In one case of a treatment gone wrong, Beverly gave a brow and lip wax to a 13-year-old client, who suffered severe skin irritation. The client’s father, an attorney, quickly ushered the girl to the nearest emergency room, where she received pain medication and antibiotics. The spa’s insurance policy had an exclusion for work performed within the esthetician’s scope of practice, leaving Beverly responsible for the damages. Fortunately, she had her own liability coverage, and the claim was paid.

Emotional issues

In an unusually sensitive case, a client who received a Brazilian wax experienced a labial tear during her session. Bleeding, she went to the emergency room and received antibiotics, stitches and a tetanus shot. Her claim asked for damages to cover her pain and suffering. It is important for every professional to know that when a claim is highly personal and emotional, the client is likely to ask for more money. Cases similar to this one have resulted in settlements for thousands of dollars.

When malpractice occurs, blame is often shared or disputed. Melissa thought her client’s eyebrow waxing appointment would be like any other—simple and brief. Unfortunately, the client was on a mission to look her very best that day and went directly from her waxing appointment to another salon for a fresh hair color application and something caused the client’s eyebrows to swell, possibly harsh fumes from the coloring chemicals. She came back and angrily confronted Melissa. Later, she visited a physician and received an ointment, along with the disturbing news that she might need plastic surgery. Her next call was to an attorney. This was a case where the liability was questionable: Was the first spa at fault? Was Melissa? The second salon? The colorist? How would a jury have seen it? Melissa had professional liability coverage and despite the ambiguous liability, the medical bills were settled out of court.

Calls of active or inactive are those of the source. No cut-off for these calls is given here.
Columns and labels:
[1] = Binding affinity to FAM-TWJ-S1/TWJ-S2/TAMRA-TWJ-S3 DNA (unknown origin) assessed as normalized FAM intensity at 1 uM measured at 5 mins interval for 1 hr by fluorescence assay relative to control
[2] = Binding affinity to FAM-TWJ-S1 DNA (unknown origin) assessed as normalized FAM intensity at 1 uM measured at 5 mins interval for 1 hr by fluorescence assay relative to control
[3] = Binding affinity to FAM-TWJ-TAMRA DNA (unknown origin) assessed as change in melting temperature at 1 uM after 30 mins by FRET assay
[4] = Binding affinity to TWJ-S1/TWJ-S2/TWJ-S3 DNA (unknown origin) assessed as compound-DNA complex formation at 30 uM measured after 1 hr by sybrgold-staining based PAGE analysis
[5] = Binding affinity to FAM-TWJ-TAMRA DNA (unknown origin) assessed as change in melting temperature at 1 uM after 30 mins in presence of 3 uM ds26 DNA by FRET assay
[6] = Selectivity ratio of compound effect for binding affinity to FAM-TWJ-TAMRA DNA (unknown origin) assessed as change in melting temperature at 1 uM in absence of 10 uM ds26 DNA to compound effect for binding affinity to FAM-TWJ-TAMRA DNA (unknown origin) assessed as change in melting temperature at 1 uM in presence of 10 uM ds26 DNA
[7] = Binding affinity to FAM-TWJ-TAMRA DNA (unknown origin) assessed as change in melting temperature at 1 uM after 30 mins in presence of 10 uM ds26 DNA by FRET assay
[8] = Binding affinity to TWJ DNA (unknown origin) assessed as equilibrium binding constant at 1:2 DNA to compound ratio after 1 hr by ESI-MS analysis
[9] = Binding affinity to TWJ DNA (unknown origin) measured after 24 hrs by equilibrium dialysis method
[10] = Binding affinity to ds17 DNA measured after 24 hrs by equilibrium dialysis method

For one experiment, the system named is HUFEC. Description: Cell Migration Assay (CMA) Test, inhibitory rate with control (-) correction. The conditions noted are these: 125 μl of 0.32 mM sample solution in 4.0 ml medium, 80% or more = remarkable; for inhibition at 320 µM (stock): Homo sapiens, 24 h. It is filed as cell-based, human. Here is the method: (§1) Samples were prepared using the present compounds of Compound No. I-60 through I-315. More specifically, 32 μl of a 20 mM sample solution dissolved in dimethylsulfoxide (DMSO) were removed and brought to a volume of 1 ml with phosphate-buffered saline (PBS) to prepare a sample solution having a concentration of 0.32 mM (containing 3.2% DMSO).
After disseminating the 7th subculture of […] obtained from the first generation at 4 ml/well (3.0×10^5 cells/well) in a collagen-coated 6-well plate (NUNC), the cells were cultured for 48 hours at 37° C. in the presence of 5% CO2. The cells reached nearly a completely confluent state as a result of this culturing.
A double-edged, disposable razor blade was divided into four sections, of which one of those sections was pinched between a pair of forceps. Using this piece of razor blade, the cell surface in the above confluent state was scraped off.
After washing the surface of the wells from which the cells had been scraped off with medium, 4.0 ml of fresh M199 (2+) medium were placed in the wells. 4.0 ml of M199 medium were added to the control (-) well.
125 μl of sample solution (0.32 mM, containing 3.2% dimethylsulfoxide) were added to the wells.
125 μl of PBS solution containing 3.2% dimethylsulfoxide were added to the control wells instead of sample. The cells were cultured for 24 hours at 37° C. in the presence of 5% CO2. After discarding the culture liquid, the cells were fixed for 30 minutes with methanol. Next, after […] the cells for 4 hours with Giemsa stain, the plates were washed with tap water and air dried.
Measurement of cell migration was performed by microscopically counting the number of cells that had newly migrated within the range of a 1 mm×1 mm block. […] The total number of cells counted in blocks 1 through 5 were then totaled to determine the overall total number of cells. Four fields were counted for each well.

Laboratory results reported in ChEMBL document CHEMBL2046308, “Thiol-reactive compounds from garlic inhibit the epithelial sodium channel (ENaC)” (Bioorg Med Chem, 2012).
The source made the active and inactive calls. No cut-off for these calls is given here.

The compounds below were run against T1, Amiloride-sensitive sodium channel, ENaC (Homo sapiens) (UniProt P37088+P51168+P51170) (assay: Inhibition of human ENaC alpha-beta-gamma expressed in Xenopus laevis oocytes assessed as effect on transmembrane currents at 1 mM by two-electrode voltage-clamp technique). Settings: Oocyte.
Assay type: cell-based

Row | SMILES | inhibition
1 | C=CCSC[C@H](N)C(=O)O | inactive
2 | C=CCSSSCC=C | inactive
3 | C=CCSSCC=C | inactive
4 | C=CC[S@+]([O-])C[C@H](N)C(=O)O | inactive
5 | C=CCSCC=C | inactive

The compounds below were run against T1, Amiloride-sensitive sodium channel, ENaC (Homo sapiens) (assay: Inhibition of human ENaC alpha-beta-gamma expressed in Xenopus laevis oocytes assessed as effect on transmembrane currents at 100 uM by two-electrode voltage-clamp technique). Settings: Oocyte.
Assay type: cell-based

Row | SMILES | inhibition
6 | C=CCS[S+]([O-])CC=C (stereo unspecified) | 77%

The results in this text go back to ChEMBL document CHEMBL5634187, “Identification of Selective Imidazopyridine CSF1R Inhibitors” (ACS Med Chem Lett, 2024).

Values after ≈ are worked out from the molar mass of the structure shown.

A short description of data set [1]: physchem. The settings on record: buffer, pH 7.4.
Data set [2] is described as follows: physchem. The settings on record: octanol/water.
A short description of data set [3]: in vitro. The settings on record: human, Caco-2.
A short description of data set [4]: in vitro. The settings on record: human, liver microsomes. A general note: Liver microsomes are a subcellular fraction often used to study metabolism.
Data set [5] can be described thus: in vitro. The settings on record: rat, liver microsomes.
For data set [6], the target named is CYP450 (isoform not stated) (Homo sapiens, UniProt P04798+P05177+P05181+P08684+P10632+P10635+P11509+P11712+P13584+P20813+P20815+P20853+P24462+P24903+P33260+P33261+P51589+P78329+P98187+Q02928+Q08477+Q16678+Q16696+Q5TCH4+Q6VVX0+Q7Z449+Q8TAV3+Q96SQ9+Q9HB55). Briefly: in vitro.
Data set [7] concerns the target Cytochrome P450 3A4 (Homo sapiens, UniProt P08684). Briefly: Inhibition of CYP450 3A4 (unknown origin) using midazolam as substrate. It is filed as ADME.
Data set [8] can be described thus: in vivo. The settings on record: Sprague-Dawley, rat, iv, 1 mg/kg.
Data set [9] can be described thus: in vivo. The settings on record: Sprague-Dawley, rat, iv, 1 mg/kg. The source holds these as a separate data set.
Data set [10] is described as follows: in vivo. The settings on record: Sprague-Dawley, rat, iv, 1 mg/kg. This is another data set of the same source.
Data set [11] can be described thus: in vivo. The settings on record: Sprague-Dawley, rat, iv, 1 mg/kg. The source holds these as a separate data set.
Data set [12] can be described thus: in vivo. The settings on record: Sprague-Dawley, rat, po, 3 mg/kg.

Ingrid also had a client who left the spa happy but changed her mind after her microdermabrasion treatment resulted in severe peeling because she didn’t follow her after-care instructions. Although it was contraindicated, a physician, perhaps acting on incomplete information, prescribed isotretinoin for the client months later and her skin turned red. Although it may be easy to fault the client and the physician, it’s hard to say what conclusion a sympathetic jury might reach. Despite the omissions of others, Ingrid’s malpractice coverage came to the rescue.

Occurrence form vs. claims made